cogenesys-logo.jpgTeva acquires protein-therapeutic maker CoGenesys for $400M — CoGenesys, a Rockville, Md., protein-drug biotech spun out of Human Genome Sciences in 2006, has been acquired by Israel’s Teva Pharmaceutical Industries for $400 million in cash. The companies’ joint release is here.

CoGenesys, like its former parent HGS, is focused on the development of protein and peptide drugs for a variety of conditions. The company’s two lead drug candidates aim to treat neutropenia, a depletion of white blood cells that puts people at risk of serious infection, and heart failure.

Teva said the acquisition advances its recently revised strategic goal of pursuing biotech drugs (“biopharmaceuticals”) and generic biologics (“biogenerics”). It’s not entirely clear whether Teva is interested in pursuing CoGenesys’ actual drug pipeline or simply putting its manufacturing technology to use in Teva’s existing international biogenerics business. No biogenerics have been approved for use in the U.S.

viewray-logo-150px.gifViewRay takes in $25M for MRI radiation-therapy guidance — Gainesville, Fla.-based ViewRay, a developer of MRI-based cancer-radiation systems, raised $25 million in a second funding round. Investors included OrbiMed Advisors, Fidelity Biosciences, Aisling Capital and Kearny Venture Partners.

ViewRay claims its system will be the first to offer real-time “volumetric” imaging of tumors concurrent with radiation treatment, which ostensibly allows radiation oncologists to compensate for organ movement. The funding will go for additional staff and the manufacture and validation of advanced prototypes of the system. Our previous coverage of the company is here.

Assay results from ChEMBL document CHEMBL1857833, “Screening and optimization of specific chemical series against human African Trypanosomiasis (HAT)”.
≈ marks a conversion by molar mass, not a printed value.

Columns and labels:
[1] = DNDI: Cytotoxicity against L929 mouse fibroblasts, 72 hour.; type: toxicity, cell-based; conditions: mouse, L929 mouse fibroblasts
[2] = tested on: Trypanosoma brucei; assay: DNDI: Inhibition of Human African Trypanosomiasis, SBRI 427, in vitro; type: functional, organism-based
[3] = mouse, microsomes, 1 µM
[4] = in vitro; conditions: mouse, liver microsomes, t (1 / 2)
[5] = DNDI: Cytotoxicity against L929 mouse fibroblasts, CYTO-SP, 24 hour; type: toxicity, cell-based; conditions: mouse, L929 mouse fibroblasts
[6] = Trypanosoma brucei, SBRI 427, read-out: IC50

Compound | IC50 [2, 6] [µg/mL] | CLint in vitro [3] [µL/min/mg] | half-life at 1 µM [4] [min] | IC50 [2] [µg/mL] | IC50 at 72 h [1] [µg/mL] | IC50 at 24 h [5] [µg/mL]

novamed-logo150px.jpgNovaMed, Chinese clinical-research outfit, receives $14M — NovaMed, a Chinese startup that performs outsourced commercial and clinical-trial management for Chinese and international drug companies, raised $13.8 million in a second funding round. Investors included Fidelity Asia Ventures, its US affiliate, Fidelity Biosciences, and Atlas Venture.

Founded in 2005 by a former AstraZeneca executive and a Chinese Internet entrepreneur, NovaMed essentially acts as a middleman for companies with drugs they’d like to sell or test in China. Depending on the client, NovaMed says it will do everything from running clinical trials and shepherding drugs through the Chinese regulatory process to manufacturing, distributing and selling pharmaceuticals.

The company had previously raised roughly $6 million. NovaMed said it will use the new funding to expand its operations and also to in-license new drugs for deveopment or sale in China.

Lumidigm takes in $7M for optical-fingerprint ID systems — Lumidigm, an Albuquerque, N.M., developer of multispectral fingerprint scanners, raised $7 million in a third funding round, VentureWire reports, citing a regulatory filing. Investors included Epic Ventures led the round, joined by new investor Sun Mountain Capital and existing investors Fort Washington Capital Partners, Motorola Ventures, Draper Fisher Jurvetson New England and Intel Capital. Lumidigm’s technology aims to read fingerprint information both from the skin surface and from subsurface layers to improve accuracy and foil attempts to spoof the technology.

Medical-software co. Compressus aims to close $14M round — Compressus, a Washington, D.C., software maker whose products link hospitals and doctors to government agencies for public-health monitoring and emergency response, is looking for an additional $1.3 million to close out a $14.3 million third funding round, VentureWire reports. The company, which was founded by three lobbyists, has so far raised more than $27 million from angel investors.

Channel Medical Partners aims for $150M med-tech fund — Channel Medical Partners, a Skokie, Ill., VC firm focused on medical-device investments, aims to raise a $150 million second fund, VentureWire reports. The new fund would be more than triple the size of its $40 million initial fund, raised in 2001. Channel aims to fund 12 to 15 startups with the new cash, and will concentrate on device firms, although it is open to investing in diagnostics, drug delivery and “specialty supply” companies as well.